In the two estimates just quoted, a plant and an animal with an exceptionally slow rate of increase were purposely chosen. As an example of the opposite kind, the codfish may be taken. At one spawning it produces from four to nine million eggs, each of which, if allowed to hatch, would in the course of a few years grow into a fish of from five to twenty pounds' weight. It is easy enough to see, that if all the eggs hatched, and all the young cod grew up, their natural rate of increase would very soon pack the waters of the ocean brimful of fish. More rapid still is the rate of multiplication of the little microscopic plants (Bacteria), which are now generally recognized as the chief cause of decay or putrefaction. So rapidly do they increase, that for the offspring of a single individual (itself invisible to the naked eye) to fill the waters of the ocean would take at most but about five days."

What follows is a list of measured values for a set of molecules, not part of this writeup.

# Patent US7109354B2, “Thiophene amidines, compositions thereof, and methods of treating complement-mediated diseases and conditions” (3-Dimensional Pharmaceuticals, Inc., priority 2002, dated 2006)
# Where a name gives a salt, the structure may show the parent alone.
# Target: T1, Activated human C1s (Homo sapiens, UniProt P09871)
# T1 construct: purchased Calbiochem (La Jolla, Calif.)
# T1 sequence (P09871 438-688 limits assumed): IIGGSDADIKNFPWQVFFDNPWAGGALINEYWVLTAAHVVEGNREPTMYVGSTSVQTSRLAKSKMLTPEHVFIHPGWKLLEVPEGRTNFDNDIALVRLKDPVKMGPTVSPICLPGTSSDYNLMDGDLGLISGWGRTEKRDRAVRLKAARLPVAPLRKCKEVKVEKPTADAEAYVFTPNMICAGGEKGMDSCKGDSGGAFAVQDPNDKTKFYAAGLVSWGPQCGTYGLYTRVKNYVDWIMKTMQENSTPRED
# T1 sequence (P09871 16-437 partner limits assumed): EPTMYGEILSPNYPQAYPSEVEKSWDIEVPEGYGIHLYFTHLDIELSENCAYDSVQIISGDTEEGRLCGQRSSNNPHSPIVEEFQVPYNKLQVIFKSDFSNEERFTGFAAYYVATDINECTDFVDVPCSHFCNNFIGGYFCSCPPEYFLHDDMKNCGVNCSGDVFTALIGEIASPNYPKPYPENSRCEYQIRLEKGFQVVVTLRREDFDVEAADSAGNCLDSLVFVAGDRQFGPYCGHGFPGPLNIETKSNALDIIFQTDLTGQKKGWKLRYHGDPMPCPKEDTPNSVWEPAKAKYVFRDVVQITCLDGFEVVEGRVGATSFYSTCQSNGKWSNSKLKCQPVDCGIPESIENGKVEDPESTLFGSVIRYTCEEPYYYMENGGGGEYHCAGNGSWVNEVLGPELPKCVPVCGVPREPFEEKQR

A striking instance of the rapidity with which, under favorable circumstances, animals have actually spread, is given by Mr. Darwin in his account of the rabbits on the Island of Porto Santo, near Madeira.? These were introduced by a female rabbit with young being left on the island in 1418 or 1419 by the crew of a passing ship; and they soon became so abundant as to force the settlers on the island to abandon it. Their rapid increase may be attributed to the fact that no birds of prey, or other animals capable of destroying the rabbits, existed on the island; and the climate, as well as the supply of foud, must have been especially well adapted to their wants.